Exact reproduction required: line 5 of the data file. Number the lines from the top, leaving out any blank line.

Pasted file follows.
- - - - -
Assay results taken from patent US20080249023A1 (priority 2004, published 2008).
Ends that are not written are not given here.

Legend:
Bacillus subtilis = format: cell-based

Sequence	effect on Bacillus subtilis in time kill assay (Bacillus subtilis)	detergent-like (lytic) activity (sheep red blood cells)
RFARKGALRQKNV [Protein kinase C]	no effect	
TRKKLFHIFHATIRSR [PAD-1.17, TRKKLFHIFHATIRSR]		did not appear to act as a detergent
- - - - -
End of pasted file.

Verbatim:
Sequence	effect on Bacillus subtilis in time kill assay (Bacillus subtilis)	detergent-like (lytic) activity (sheep red blood cells)